I'm securing API calls to a REST service I'm building using API Keys. The plan is to:

  1. When we get a new client, generate an API Key (a UUID).
  2. Email the API key to them.
  3. They send the API key on every call to our service (over HTTPS). We will lookup the API Key in our database (either encrypting or hashing it first) and figure out the account the API key is for.

Eventually, we'll add user accounts and a portal for all this so clients can generate and deactivate API keys without us needing to be involved.

My question is on the last part. Should I hash or encrypt (or leave unecrypted?) the API keys before storing them in the database? I'm trying to understand the implications. I know that if I hash them, then I'm protecting against someone knowing all API keys if they get DB access. But what are the other things I should be thinking about? For example, are there performance reasons to do one over the other?

2 Answers 2


Yes, you should absolutely hash your API keys. In effect, they are your passwords and should be treated as such. And note that's hashed - not encrypted. You never need to decrypt the API keys, hence you should not be able to.

As saghaulor says, you need to make sure you use a version 4 UUID (a random one, that is) and that you use a cryptographically secure source of randomness when generating them. Since a correctly generated UUID contains 122 bits of entropy you need not worrie about salting or using a slow hash function like bcrypt. A single round of SHA-256 would be enough.

A problematic part of your design is that you are giving users "passwords" that are delivered by mail and that they can not change. That may not be good enough for security concious users. Perhaps the portal you mention will solve this problem.

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    I realize this is an old question, but how would they implement that portal safely? The only alternative I can think of would be displaying the API key for X minutes after creation, to allow the user to copy it somewhere safe. Otherwise they would have to persist it as plain text anyway, unless they also encrypted it. Correct?
    – s.m.
    Commented Nov 15, 2019 at 13:47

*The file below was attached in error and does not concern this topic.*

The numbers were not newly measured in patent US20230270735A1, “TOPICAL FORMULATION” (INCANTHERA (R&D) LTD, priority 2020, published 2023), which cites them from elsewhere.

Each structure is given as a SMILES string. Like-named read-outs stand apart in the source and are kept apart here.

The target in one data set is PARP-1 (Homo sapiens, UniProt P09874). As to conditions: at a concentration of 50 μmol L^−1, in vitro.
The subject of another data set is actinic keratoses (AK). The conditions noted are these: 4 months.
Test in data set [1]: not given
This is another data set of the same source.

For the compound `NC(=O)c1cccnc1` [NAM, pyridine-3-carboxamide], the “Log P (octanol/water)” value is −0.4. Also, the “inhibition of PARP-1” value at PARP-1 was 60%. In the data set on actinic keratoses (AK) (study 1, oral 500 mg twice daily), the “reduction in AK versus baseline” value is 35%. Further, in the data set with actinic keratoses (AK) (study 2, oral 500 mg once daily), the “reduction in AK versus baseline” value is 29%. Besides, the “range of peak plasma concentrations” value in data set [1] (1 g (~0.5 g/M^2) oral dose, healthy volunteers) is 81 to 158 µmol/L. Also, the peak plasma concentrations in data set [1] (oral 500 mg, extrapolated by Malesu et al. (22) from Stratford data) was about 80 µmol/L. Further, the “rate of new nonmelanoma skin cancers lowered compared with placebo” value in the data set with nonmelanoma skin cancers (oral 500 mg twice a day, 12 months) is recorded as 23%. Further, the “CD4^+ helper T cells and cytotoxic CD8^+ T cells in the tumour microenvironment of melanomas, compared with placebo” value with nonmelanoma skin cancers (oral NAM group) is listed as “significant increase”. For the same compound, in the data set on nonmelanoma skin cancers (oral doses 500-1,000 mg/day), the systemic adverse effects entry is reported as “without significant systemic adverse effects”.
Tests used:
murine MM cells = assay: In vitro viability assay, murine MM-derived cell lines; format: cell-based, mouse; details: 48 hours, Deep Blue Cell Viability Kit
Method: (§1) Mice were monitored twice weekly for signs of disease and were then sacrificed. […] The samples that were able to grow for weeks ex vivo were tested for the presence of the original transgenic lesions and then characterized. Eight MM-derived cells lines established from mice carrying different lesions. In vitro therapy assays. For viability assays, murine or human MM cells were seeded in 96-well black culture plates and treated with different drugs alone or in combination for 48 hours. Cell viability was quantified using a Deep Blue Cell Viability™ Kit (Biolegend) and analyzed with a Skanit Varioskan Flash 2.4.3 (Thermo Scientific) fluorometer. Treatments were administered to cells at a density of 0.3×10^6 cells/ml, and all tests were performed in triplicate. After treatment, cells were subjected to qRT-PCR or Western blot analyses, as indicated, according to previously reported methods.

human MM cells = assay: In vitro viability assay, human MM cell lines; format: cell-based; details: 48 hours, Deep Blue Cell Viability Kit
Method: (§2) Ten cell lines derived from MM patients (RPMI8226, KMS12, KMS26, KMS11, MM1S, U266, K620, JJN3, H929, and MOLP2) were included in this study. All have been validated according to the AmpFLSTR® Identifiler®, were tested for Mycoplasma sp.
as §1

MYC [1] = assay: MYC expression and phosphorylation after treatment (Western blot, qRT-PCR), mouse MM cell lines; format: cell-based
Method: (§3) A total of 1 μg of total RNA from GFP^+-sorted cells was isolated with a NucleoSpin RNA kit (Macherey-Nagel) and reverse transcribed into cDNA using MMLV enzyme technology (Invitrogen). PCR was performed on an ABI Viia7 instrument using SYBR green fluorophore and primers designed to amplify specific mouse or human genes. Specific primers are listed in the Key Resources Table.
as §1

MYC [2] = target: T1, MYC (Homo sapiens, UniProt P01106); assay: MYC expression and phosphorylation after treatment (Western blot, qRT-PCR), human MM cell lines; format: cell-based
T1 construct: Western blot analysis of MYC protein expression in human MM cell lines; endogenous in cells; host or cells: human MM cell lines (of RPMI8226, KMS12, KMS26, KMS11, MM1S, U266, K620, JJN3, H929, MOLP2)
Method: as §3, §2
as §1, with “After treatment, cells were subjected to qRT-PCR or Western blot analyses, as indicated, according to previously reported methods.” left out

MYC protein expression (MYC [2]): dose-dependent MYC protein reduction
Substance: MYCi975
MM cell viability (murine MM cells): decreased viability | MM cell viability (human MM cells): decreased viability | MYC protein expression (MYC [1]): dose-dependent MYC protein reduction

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    @s.m. Yes. Correct.
    – Anders
    Commented Nov 15, 2019 at 14:14
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    Oh wow, you replied! Thank you very much, very kind of you :)
    – s.m.
    Commented Nov 15, 2019 at 14:16

1) Make sure you're using a secure random generator to generate your UUID.

2) Do not email the API key. Email has no guarantee of secure transport, which is to say, you're likely sending the key in the clear.

3) How you implement the authentication mechanism will affect how you can store the API key.

If you're going to use the API key as a primary key, then you cannot hash or encrypt it as searching is effectively impossible if you hashed or encrypted correctly.

If what you provide the user is a combination of primary key and API key, you can then securely store the API key. Since the key is effectively a password, hashing should be sufficient and is recommended.

Remember to use the algorithm correctly. Generally, hashing requires a salt for each record. There are different hashing algorithms. Some, like bcrypt and scrypt can add artificial latency to slow down brute forcing. This may or may not be suitable for your use case. Some algorithms are not recommended, such as MD5 and SHA1 as they have been proven to be insecure.

You could hash the key without salt and then you can do simple searches. This will not be as secure as hashing with salt, but the security of said approach may be sufficient for your purposes.

  • So it sounds like if I have the API key as the primary key, I could hash without salt (making sure the hash doesn't collide with another key's hash) and store it. Then when I receive a request w/ API key, I hash it and look for a matching hash in the database. If I use a primary key and API key, then I can use a hash+salt because I can first lookup the salt by the primary key and compute the hash on the API key and see if they match. Am I understanding that correctly? Are there any recommended hashing algorithms that are fast and effective (considering this needs to be done on each request)? Commented Feb 23, 2018 at 6:15
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    @DanielHipke If the API key is long enough, salting is not needed, because a brute-force attack cannot succeed anyway. Salting is useful for human-chosen passwords where only a small subset of the potential key space is actually used so that dictionary attacks become powerful. Salting makes dictionary attacks difficult. Commented May 10, 2021 at 11:51
  • Another overlooked part is, if you want the API KEY to be accessible in your users' dashboard every time, then hashing is out of the way, since you have to be able to show them the plain key. So encryption might be the only option in that case. Commented Jul 12, 2021 at 10:53
  • @LutzPrechelt salting is useful to deter rainbow table type attacks in the event that the hashes were accessed by unauthorized entities.
    – saghaulor
    Commented Oct 18, 2023 at 21:22
  • @saghaulor Would you say that for API keys it would not make sense to salt them since API keys are not like user generated passwords...so dictionary attacks and rainbow attacks wouldn't be very effective since the api key itself was created using crypto programming functions (not user input) ? Was your statement about how salting helps prevent rainbow table type attacks mainly for general knowledge when it comes to storing user created passwords and not programmatically created API keys? Commented Feb 8 at 21:08

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